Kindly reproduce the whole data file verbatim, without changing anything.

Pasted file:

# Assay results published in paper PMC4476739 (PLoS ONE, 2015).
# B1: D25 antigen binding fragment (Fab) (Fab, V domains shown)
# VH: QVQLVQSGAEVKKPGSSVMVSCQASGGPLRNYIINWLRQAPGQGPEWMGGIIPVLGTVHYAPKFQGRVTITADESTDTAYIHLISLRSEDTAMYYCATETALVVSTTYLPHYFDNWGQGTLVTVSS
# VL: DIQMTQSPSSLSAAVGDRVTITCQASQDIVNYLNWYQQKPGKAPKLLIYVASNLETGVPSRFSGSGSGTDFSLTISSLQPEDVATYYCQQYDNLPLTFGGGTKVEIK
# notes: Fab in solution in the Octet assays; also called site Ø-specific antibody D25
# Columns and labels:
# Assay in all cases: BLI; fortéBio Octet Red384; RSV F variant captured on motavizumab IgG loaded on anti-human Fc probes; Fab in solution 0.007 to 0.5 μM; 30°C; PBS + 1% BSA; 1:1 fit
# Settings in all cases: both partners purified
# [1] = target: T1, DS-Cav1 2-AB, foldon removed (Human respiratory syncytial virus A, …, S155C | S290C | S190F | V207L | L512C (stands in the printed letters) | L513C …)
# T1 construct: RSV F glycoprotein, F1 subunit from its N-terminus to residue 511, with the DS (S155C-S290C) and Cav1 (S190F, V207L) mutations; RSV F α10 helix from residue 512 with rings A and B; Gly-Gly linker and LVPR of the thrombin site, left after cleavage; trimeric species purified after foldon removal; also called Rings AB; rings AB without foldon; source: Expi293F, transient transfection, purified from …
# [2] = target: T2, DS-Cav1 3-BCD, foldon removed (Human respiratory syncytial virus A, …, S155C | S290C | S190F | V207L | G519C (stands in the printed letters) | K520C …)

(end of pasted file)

# Assay results published in paper PMC4476739 (PLoS ONE, 2015).
# B1: D25 antigen binding fragment (Fab) (Fab, V domains shown)
# VH: QVQLVQSGAEVKKPGSSVMVSCQASGGPLRNYIINWLRQAPGQGPEWMGGIIPVLGTVHYAPKFQGRVTITADESTDTAYIHLISLRSEDTAMYYCATETALVVSTTYLPHYFDNWGQGTLVTVSS
# VL: DIQMTQSPSSLSAAVGDRVTITCQASQDIVNYLNWYQQKPGKAPKLLIYVASNLETGVPSRFSGSGSGTDFSLTISSLQPEDVATYYCQQYDNLPLTFGGGTKVEIK
# notes: Fab in solution in the Octet assays; also called site Ø-specific antibody D25
# Columns and labels:
# Assay in all cases: BLI; fortéBio Octet Red384; RSV F variant captured on motavizumab IgG loaded on anti-human Fc probes; Fab in solution 0.007 to 0.5 μM; 30°C; PBS + 1% BSA; 1:1 fit
# Settings in all cases: both partners purified
# [1] = target: T1, DS-Cav1 2-AB, foldon removed (Human respiratory syncytial virus A, …, S155C | S290C | S190F | V207L | L512C (stands in the printed letters) | L513C …)
# T1 construct: RSV F glycoprotein, F1 subunit from its N-terminus to residue 511, with the DS (S155C-S290C) and Cav1 (S190F, V207L) mutations; RSV F α10 helix from residue 512 with rings A and B; Gly-Gly linker and LVPR of the thrombin site, left after cleavage; trimeric species purified after foldon removal; also called Rings AB; rings AB without foldon; source: Expi293F, transient transfection, purified from …
# [2] = target: T2, DS-Cav1 3-BCD, foldon removed (Human respiratory syncytial virus A, …, S155C | S290C | S190F | V207L | G519C (stands in the printed letters) | K520C …)